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No country for young people. Poverty and age in Italy, 1948-2018

Author

Listed:
  • Massimo Baldini
  • Giulia Mancini
  • Giovanni Vecchi

Abstract

The paper explores the changing risk of poverty for older and younger generations of Italians throughout the republican period, 1948 to the present day. We show that poverty rates have decreased steadily for all age groups, but that youth has been left behind. The risk of poverty for children aged 0-17, relative to adults over 65, has increased steadily over time: in 1977, children faced a risk of poverty 30 percent lower than the elderly, but by 2016 they are 5 times likelier to be poor than someone in the age range of their grandparents. This intergenerational reversal of fortune is unprecedented in Italy’s post-WW2 history. We also assess the impact of the Great Recession on living standards by age, finding that the young have been hit hardest, particularly in Southern regions. What explains the extra poverty risk associated with young age? Our analysis points to the welfare state, which offers better protection for the elderly than it does for the young and their families. We find that the impact of cash transfers on the incidence of child poverty is considerably lower in Italy than in most comparable countries. Overall, in the last seven decades, Italy has become no country for young people.

Suggested Citation

  • Massimo Baldini & Giulia Mancini & Giovanni Vecchi, 2018. "No country for young people. Poverty and age in Italy, 1948-2018," HHB Working Papers Series 9, The Historical Household Budgets Project.
  • Handle: RePEc:hbu:wpaper:9
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    References listed on IDEAS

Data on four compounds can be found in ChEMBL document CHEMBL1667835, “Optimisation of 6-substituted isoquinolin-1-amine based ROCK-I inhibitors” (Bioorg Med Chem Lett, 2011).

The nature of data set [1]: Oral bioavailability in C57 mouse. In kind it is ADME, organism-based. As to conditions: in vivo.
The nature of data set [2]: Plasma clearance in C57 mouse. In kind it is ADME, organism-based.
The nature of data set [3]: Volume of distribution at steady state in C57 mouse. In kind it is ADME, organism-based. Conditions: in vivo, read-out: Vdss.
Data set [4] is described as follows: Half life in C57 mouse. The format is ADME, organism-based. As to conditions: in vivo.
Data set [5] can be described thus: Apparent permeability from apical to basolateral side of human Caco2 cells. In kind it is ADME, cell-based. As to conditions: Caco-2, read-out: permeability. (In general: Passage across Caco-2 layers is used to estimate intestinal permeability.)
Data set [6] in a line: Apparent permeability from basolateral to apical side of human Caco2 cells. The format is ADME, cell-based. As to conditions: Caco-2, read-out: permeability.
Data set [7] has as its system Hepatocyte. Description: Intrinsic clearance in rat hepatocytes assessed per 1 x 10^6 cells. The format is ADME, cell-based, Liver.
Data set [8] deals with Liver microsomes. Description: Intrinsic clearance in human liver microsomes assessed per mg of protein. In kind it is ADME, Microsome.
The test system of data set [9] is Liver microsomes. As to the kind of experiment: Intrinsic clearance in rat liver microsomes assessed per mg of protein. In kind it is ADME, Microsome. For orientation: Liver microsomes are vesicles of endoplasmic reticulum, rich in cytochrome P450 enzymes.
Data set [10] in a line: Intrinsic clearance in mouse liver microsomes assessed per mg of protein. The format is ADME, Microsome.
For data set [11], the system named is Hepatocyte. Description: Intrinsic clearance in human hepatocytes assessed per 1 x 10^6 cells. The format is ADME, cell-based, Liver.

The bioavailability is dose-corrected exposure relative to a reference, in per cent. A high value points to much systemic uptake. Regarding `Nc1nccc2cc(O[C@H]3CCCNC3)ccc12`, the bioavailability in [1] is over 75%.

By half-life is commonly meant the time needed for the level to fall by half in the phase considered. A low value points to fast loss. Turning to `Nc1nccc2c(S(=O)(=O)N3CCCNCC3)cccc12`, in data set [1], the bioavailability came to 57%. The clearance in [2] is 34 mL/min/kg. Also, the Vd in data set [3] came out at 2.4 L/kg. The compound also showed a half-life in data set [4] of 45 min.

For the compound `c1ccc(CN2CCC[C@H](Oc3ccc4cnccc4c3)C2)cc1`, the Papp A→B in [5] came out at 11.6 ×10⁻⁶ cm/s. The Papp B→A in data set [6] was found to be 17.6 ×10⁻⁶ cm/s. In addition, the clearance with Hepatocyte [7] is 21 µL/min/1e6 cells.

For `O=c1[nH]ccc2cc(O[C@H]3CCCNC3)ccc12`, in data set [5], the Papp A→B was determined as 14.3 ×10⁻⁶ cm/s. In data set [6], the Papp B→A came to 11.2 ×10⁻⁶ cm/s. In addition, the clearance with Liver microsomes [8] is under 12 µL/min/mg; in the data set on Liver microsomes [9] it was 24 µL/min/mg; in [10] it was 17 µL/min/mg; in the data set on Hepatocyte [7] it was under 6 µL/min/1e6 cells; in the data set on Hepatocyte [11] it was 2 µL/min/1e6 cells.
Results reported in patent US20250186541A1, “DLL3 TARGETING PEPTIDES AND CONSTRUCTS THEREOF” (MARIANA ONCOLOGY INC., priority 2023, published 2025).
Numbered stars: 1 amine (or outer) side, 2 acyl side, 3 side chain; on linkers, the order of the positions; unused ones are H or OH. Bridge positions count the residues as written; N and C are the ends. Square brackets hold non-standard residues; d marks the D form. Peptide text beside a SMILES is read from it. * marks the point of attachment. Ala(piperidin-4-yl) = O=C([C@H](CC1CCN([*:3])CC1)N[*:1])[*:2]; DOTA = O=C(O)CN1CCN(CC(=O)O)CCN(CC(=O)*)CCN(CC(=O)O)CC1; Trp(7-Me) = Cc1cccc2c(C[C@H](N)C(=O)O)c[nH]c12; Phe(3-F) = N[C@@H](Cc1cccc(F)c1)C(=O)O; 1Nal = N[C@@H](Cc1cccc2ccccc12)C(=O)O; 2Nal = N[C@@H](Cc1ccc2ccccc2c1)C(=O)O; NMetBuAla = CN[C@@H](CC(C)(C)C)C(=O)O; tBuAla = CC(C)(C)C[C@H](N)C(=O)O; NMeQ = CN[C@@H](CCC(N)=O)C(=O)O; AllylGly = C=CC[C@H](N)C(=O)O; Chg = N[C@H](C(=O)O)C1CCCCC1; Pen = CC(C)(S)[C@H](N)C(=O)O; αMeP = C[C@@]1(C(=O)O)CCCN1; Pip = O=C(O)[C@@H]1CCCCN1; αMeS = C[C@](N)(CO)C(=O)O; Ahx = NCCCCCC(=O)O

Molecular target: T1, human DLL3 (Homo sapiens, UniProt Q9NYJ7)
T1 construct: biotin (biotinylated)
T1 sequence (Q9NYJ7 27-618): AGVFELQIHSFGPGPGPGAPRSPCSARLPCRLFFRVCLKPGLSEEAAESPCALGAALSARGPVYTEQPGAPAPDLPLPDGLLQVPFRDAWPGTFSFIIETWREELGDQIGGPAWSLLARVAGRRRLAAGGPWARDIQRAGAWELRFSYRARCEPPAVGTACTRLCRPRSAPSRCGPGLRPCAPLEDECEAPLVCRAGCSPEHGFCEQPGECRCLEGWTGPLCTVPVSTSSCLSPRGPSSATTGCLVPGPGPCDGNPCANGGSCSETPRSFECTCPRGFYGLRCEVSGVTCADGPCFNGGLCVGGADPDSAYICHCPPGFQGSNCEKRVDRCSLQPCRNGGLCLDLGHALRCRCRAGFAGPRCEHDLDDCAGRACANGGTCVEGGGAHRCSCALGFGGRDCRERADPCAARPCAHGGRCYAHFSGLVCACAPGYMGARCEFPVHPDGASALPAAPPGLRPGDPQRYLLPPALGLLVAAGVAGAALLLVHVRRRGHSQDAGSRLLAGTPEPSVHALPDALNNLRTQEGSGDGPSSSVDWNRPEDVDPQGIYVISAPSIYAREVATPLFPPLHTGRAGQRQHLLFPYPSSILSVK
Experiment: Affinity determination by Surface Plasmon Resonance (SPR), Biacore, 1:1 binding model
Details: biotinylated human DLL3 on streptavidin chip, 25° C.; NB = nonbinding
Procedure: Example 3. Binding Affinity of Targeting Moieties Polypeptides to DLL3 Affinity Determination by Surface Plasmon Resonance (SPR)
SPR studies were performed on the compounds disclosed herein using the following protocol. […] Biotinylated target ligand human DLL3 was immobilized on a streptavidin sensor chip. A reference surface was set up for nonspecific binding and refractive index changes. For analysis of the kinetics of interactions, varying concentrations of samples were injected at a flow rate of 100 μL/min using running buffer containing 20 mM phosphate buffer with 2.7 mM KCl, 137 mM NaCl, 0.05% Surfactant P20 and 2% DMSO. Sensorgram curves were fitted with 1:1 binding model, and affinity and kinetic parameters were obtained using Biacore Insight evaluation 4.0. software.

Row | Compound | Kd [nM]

as
    1. Toniolo, Gianni (ed.), 2013. "The Oxford Handbook of the Italian Economy Since Unification," OUP Catalogue, Oxford University Press, number 9780199936694, November.
    2. Gabriella Berloffa & Paola Villa, 2010. "Differences In Equivalent Income Across Cohorts Of Households: Evidence From Italy," Review of Income and Wealth, International Association for Research in Income and Wealth, vol. 56(4), pages 693-714, December.
    3. Beegle, Kathleen & De Weerdt, Joachim & Friedman, Jed & Gibson, John, 2012. "Methods of household consumption measurement through surveys: Experimental results from Tanzania," Journal of Development Economics, Elsevier, vol. 98(1), pages 3-18.
    4. Beckerman W., 1978. "Estimates of poverty in Italy in 1975," ILO Working Papers 991786773402676, International Labour Organization.
    5. Vecchi, Giovanni, 2017. "Measuring Wellbeing: A History of Italian Living Standards," OUP Catalogue, Oxford University Press, number 9780199944590, November.
    Full references (including those not matched with items on IDEAS)

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    More about this item

    Keywords

    age; cash transfers; Great Recession; living conditions; poverty; wellbeing;
    All these keywords.

    JEL classification:

    • C42 - Mathematical and Quantitative Methods - - Econometric and Statistical Methods: Special Topics - - - Survey Methods
    • D31 - Microeconomics - - Distribution - - - Personal Income and Wealth Distribution
    • I32 - Health, Education, and Welfare - - Welfare, Well-Being, and Poverty - - - Measurement and Analysis of Poverty
    • N30 - Economic History - - Labor and Consumers, Demography, Education, Health, Welfare, Income, Wealth, Religion, and Philanthropy - - - General, International, or Comparative

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